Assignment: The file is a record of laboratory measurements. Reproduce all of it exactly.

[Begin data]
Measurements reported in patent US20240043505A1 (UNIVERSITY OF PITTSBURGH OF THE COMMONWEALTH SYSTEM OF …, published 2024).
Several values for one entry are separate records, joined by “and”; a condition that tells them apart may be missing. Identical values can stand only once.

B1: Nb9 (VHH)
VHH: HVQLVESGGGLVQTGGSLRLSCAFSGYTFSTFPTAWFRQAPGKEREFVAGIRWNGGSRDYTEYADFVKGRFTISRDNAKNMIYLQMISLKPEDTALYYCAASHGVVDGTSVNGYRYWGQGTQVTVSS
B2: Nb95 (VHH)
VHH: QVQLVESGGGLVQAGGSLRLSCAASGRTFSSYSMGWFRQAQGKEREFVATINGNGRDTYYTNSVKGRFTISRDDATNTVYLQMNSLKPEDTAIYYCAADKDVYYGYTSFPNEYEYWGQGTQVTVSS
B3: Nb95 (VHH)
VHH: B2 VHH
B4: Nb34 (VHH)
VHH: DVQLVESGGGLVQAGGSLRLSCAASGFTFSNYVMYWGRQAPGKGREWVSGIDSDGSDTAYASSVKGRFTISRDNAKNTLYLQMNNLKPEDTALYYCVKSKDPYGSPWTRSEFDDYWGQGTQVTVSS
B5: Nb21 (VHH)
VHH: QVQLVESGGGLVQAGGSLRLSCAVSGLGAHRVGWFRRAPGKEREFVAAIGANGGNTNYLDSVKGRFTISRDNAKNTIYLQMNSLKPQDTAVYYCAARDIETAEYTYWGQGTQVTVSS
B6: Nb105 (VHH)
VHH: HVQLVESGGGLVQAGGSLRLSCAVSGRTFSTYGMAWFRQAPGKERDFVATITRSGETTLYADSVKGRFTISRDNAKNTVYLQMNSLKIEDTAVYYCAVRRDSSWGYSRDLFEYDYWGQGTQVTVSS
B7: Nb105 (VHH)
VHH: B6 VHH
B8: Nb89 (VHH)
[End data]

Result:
Measurements reported in patent US20240043505A1 (UNIVERSITY OF PITTSBURGH OF THE COMMONWEALTH SYSTEM OF …, published 2024).
Several values for one entry are separate records, joined by “and”; a condition that tells them apart may be missing. Identical values can stand only once.

B1: Nb9 (VHH)
VHH: HVQLVESGGGLVQTGGSLRLSCAFSGYTFSTFPTAWFRQAPGKEREFVAGIRWNGGSRDYTEYADFVKGRFTISRDNAKNMIYLQMISLKPEDTALYYCAASHGVVDGTSVNGYRYWGQGTQVTVSS
B2: Nb95 (VHH)
VHH: QVQLVESGGGLVQAGGSLRLSCAASGRTFSSYSMGWFRQAQGKEREFVATINGNGRDTYYTNSVKGRFTISRDDATNTVYLQMNSLKPEDTAIYYCAADKDVYYGYTSFPNEYEYWGQGTQVTVSS
B3: Nb95 (VHH)
VHH: B2 VHH
B4: Nb34 (VHH)
VHH: DVQLVESGGGLVQAGGSLRLSCAASGFTFSNYVMYWGRQAPGKGREWVSGIDSDGSDTAYASSVKGRFTISRDNAKNTLYLQMNNLKPEDTALYYCVKSKDPYGSPWTRSEFDDYWGQGTQVTVSS
B5: Nb21 (VHH)
VHH: QVQLVESGGGLVQAGGSLRLSCAVSGLGAHRVGWFRRAPGKEREFVAAIGANGGNTNYLDSVKGRFTISRDNAKNTIYLQMNSLKPQDTAVYYCAARDIETAEYTYWGQGTQVTVSS
B6: Nb105 (VHH)
VHH: HVQLVESGGGLVQAGGSLRLSCAVSGRTFSTYGMAWFRQAPGKERDFVATITRSGETTLYADSVKGRFTISRDNAKNTVYLQMNSLKIEDTAVYYCAVRRDSSWGYSRDLFEYDYWGQGTQVTVSS
B7: Nb105 (VHH)
VHH: B6 VHH
B8: Nb89 (VHH)